Lenin further said: “The main thing that socialists fail to understand and that constitutes their short-sightedness in matters of theory, their subservience to bourgeois prejudices and their political betrayal of the proletariat is that in capitalist society, whenever there is any serious aggravation of the class struggle intrinsic to that society, there can be no alternative but the dictatorship of the bourgeoisie or the dictatorship of the proletariat. Dreams of some third way are reactionary, petty-bourgeois lamentations.”

Nowadays those opposed to the concept of Dictatorship of the Proletariat say that they are opposed to “Stalinism”. But the political forbears of the anti-Stalinist “left” used all the same arguments in opposition to Lenin long before Stalin led the Soviet Union!

Many of illusions on the Left in bourgeois democracy manifest themselves in the various groups trying to replace the Labour Party by putting up candidates in elections. On the one hand they lie to the masses by elevating it to a strategy for achieving power, and denounce us Communists as traitors to the working class for not supporting them. On the other hand they say that it is a tactic that will give them a parliamentary platform and publicity from which to build a mass movement outside Parliament. Either way they show that they have no understanding of the nature of the state machine or the purpose of bourgeois elections.

The fact is that there are only two choices in an election for which party runs the bourgeois state in this country – Labour or Conservative. Labour’s links with the trade union movement means that there is the possibility of concessions being won – how much depends on the levels of working class action. Blair and company do not represent the whole party. The Conservatives are at least as reactionary as Blair, whoever is in charge. The masses are not fools and they know this.

It is the duty of Communists to expose the nature of the state and bourgeois democracy at every opportunity. Within that system which cannot now, and will not ever deliver socialism, the best we can get is temporary reforms for the benefit of the working class, which should not be ignored. It is through those struggles that awareness can be raised. Right now, it is only the Labour Party that can deliver those temporary reforms after organised pressure.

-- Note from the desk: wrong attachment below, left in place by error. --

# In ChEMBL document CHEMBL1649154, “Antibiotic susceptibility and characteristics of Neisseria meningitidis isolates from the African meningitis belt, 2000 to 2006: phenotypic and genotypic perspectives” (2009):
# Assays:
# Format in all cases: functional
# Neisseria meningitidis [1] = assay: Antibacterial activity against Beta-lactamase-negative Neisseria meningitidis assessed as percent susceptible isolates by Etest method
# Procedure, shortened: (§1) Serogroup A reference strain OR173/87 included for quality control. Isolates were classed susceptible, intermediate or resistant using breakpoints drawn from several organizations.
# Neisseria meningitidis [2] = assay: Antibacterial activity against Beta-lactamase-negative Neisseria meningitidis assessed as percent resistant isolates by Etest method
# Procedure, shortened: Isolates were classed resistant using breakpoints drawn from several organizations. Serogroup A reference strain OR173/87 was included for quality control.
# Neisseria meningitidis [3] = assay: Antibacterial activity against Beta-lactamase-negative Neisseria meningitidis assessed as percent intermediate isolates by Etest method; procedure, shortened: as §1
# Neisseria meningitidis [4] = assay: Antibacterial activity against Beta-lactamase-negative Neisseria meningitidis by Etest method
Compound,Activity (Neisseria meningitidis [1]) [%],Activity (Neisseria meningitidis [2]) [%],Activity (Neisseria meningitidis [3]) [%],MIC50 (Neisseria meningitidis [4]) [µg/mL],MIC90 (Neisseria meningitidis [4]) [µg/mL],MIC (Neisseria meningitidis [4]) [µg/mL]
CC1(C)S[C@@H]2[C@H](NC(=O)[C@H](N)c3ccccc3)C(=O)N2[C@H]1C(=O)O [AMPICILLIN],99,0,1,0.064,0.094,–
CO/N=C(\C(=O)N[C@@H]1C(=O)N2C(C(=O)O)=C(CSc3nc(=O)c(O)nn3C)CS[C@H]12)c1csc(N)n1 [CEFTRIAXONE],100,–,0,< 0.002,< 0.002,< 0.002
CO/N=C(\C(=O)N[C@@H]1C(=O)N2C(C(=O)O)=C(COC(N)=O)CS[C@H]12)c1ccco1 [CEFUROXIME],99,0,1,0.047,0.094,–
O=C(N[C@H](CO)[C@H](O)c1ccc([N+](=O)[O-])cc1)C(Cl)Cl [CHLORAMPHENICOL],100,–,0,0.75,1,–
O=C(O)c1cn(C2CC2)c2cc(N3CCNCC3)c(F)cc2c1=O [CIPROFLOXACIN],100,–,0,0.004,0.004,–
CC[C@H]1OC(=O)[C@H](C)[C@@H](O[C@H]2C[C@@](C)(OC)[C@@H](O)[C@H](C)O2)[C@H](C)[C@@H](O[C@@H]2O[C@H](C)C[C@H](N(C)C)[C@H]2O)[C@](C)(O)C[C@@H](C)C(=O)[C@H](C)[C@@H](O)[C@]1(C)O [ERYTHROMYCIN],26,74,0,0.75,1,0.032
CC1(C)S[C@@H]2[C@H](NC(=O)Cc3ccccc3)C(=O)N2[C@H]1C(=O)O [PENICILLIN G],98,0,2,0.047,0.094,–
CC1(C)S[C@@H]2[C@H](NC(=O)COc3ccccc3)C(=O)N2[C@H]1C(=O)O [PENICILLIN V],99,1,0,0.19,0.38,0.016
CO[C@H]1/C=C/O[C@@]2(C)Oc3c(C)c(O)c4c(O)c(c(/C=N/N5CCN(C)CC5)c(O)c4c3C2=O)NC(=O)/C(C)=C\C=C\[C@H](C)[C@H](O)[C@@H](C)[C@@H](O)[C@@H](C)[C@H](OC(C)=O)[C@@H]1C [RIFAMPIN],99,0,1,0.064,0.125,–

From the 14th Congress of the NCP

“Though the Labour Party is dominated by the class-collaborating right wing in the parliamentary party and the trade union movement, the possibility of their defeat exists as long as Labour retains its organisational links with the trade unions that fund it. The defeat of right wing union blocs in most of the major unions over the past two years demonstrates this possibility.”

“We reject the “parliamentary road” and electoral politics. The old Communist Party of Great Britain abandoned the revolutionary road when it adopted the British Road to Socialism. Its successors in the Communist Party of Britain and the Communist Party of Scotland continue this essentially social-democratic and revisionist policy today. The Socialist Labour Party, Scottish Socialist Party (SSP) and the Trotskyist Socialist Alliance express essentially the same theory. (Also Respect - RB)

The paltry votes won by all these parties – including the SSP whose modest gains in the Scottish Parliament were more than matched by the non-socialist Greens – show the futility of programmes that argue that the only way to defeat social democracy is in fact to imitate it. They call for social-democratic reforms while campaigning against the only mass force capable of implementing reform, the Labour Party itself. All of them end up attacking the Labour Party rather than the ruling class as the main enemy of the working class. Objectively they end up in the camp of the class enemy.

But the masses are often much wiser than those who claim to lead them and this is why these parties remain isolated amongst the working class despite all their pretensions. The Labour Party is not the enemy of the working class nor is it a barrier to communist advance.”

China Calls For Peace

CHINESE President Hu Jintao called for lasting peace and common development in London on the first day of his state visit to Britain. “We stand ready to work with the UK to strengthen mutual trust, expand exchanges and co-operation and make joint efforts for the well-being of the two peoples and a harmonious world of lasting peace and common prosperity,” the Chinese leader declared.

Old China was the workshop of the world in the 18th century. New China is set to become the workshop of the world of the 21st century. People’s China has the fastest growing economy in the world. It will probably be second biggest economy in the world by the next decade. This has given a better life to the Chinese masses and working people across the world have also benefited from the growth of the Chinese market.

China and Britain have established a comprehensive strategic economic partnership that has benefited the people of both countries. Thousands of British people work, travel and study in China. Many Chinese now study in our colleges and universities while an overseas Chinese community has lived in Britain for generations. The Government should now move to remove all remaining Cold War barriers to trade like the European Union’s arms embargo on China and support Beijing’s efforts for the peaceful return of Taiwan to the jurisdiction of the People’s Republic.

Wednesday, November 09, 2005

Review : Kilombo

by Ray Jones